June 15, 1947: SATA’s first commercial flight

We are celebrating today the anniversary of the official beginning of SATA’s operational and commercial activities, signaled by its first commercial flight on June 15, 1947, between São Miguel and Santa Maria islands, aboard a Beechcraft UC-45B Expeditor aircraft, piloted by Captain Marciano Bonucci Veiga, the Company’s captain-aviator, first pilot and technical director.

The aircraft arrived at São Miguel on May 21, 1947, aboard the ship Lima, accompanied by its respective technical navigating and maintenance crew, having been unloaded at the port of Ponta Delgada, packed in boxes, and transported to Santana Aerodrome, in Rabo de Peixe. It had the serial number 43-35596, was built in 1943, with the registration number CS-TAA and registration certificate no. 107, dated May 13, 1947; it was a light, twin-engine, low-winged aircraft, suitable for a commercial passenger transport service (6 to 7 passengers).

The official opening ceremony was held on Santana airfield at 4:00 pm on June 15. The aircraft parking space at Santana Aerodrome was decorated for the occasion. More than three hundred guests were present, including members of the government, regional politicians, civil and military authorities, representatives of international airlines with offices in the Azores, and representatives of national and local media.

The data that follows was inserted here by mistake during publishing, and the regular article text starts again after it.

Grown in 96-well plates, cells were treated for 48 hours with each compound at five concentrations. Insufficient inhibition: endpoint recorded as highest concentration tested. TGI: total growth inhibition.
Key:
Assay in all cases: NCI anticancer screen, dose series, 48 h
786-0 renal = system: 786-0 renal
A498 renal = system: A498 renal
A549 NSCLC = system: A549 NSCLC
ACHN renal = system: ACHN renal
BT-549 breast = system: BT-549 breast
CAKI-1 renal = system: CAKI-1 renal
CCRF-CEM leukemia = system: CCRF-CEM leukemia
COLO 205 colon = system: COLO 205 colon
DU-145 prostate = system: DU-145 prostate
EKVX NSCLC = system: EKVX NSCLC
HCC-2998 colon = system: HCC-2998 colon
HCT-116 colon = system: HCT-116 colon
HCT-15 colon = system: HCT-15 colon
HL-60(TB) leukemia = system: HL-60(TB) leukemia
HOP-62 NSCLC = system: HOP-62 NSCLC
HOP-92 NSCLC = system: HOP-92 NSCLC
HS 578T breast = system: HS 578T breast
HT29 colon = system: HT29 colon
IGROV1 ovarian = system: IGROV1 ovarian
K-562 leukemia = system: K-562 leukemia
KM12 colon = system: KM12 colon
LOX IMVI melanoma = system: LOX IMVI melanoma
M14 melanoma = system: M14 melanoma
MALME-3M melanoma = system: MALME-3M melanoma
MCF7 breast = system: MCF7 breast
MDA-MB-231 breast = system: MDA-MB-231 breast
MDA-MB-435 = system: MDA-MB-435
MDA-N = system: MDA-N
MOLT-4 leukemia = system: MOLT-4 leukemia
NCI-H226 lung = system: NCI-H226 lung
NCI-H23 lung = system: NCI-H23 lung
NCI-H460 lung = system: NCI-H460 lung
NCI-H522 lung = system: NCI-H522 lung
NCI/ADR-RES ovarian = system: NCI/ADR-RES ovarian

The Beechcraft was officially blessed by Reverend José Gomes, received the name of “Açor”, and the grandchild of Dr. Augusto Arruda, then CEO of the Company and one of its founders, Ana Isabel, was the godmother.

Air travel in the archipelago thus became a reality: the islands of São Miguel and Santa Maria became a 30-minute flight away, an alternative to the (until then unbeatable) six-hour sea journey which separated Ponta Delgada and Vila do Porto. With the start of commercial flights between the archipelago’s only airports at the time (Santa Maria, São Miguel, and Terceira), the fundamental and decisive step was taken to transform SATA into a changing tool at the service of the Azores.

Photos: Alexandre Sousa, Captain Marciano Veiga’s family and SATA’s archive